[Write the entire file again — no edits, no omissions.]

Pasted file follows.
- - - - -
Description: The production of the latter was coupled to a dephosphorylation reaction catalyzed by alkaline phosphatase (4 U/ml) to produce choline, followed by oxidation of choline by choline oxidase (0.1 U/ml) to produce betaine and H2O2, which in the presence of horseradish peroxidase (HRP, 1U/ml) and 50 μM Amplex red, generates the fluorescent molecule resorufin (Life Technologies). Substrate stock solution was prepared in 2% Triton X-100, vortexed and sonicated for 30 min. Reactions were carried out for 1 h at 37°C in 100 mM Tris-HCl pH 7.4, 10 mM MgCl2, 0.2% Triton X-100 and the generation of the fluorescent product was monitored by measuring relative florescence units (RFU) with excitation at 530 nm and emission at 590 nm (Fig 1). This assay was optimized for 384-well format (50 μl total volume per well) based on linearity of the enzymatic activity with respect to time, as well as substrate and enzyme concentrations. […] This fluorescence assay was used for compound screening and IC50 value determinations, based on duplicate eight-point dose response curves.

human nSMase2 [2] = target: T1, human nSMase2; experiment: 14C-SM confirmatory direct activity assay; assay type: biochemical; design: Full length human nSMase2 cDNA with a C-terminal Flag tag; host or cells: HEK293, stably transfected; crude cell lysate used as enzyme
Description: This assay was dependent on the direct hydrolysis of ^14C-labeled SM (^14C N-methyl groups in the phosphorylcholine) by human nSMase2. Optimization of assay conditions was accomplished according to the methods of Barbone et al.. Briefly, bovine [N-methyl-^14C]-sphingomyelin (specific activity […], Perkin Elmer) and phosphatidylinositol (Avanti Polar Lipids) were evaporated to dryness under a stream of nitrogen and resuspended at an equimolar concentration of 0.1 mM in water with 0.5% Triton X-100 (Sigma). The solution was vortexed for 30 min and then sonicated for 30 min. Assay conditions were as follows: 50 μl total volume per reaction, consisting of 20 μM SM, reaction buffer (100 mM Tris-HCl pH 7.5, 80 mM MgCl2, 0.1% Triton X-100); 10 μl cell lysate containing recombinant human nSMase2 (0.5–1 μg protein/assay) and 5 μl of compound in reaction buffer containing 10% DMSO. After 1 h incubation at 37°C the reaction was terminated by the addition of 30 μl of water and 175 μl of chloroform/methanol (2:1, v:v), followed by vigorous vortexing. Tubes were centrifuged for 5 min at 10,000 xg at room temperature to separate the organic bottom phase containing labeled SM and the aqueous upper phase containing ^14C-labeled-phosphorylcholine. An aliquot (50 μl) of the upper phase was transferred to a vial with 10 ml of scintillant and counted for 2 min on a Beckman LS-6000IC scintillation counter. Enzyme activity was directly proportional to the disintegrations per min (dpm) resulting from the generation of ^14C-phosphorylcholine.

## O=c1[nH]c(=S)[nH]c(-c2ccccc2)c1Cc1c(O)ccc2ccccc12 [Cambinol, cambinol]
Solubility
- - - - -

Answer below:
Description: The production of the latter was coupled to a dephosphorylation reaction catalyzed by alkaline phosphatase (4 U/ml) to produce choline, followed by oxidation of choline by choline oxidase (0.1 U/ml) to produce betaine and H2O2, which in the presence of horseradish peroxidase (HRP, 1U/ml) and 50 μM Amplex red, generates the fluorescent molecule resorufin (Life Technologies). Substrate stock solution was prepared in 2% Triton X-100, vortexed and sonicated for 30 min. Reactions were carried out for 1 h at 37°C in 100 mM Tris-HCl pH 7.4, 10 mM MgCl2, 0.2% Triton X-100 and the generation of the fluorescent product was monitored by measuring relative florescence units (RFU) with excitation at 530 nm and emission at 590 nm (Fig 1). This assay was optimized for 384-well format (50 μl total volume per well) based on linearity of the enzymatic activity with respect to time, as well as substrate and enzyme concentrations. […] This fluorescence assay was used for compound screening and IC50 value determinations, based on duplicate eight-point dose response curves.

human nSMase2 [2] = target: T1, human nSMase2; experiment: 14C-SM confirmatory direct activity assay; assay type: biochemical; design: Full length human nSMase2 cDNA with a C-terminal Flag tag; host or cells: HEK293, stably transfected; crude cell lysate used as enzyme
Description: This assay was dependent on the direct hydrolysis of ^14C-labeled SM (^14C N-methyl groups in the phosphorylcholine) by human nSMase2. Optimization of assay conditions was accomplished according to the methods of Barbone et al.. Briefly, bovine [N-methyl-^14C]-sphingomyelin (specific activity […], Perkin Elmer) and phosphatidylinositol (Avanti Polar Lipids) were evaporated to dryness under a stream of nitrogen and resuspended at an equimolar concentration of 0.1 mM in water with 0.5% Triton X-100 (Sigma). The solution was vortexed for 30 min and then sonicated for 30 min. Assay conditions were as follows: 50 μl total volume per reaction, consisting of 20 μM SM, reaction buffer (100 mM Tris-HCl pH 7.5, 80 mM MgCl2, 0.1% Triton X-100); 10 μl cell lysate containing recombinant human nSMase2 (0.5–1 μg protein/assay) and 5 μl of compound in reaction buffer containing 10% DMSO. After 1 h incubation at 37°C the reaction was terminated by the addition of 30 μl of water and 175 μl of chloroform/methanol (2:1, v:v), followed by vigorous vortexing. Tubes were centrifuged for 5 min at 10,000 xg at room temperature to separate the organic bottom phase containing labeled SM and the aqueous upper phase containing ^14C-labeled-phosphorylcholine. An aliquot (50 μl) of the upper phase was transferred to a vial with 10 ml of scintillant and counted for 2 min on a Beckman LS-6000IC scintillation counter. Enzyme activity was directly proportional to the disintegrations per min (dpm) resulting from the generation of ^14C-phosphorylcholine.

## O=c1[nH]c(=S)[nH]c(-c2ccccc2)c1Cc1c(O)ccc2ccccc12 [Cambinol, cambinol]
Solubility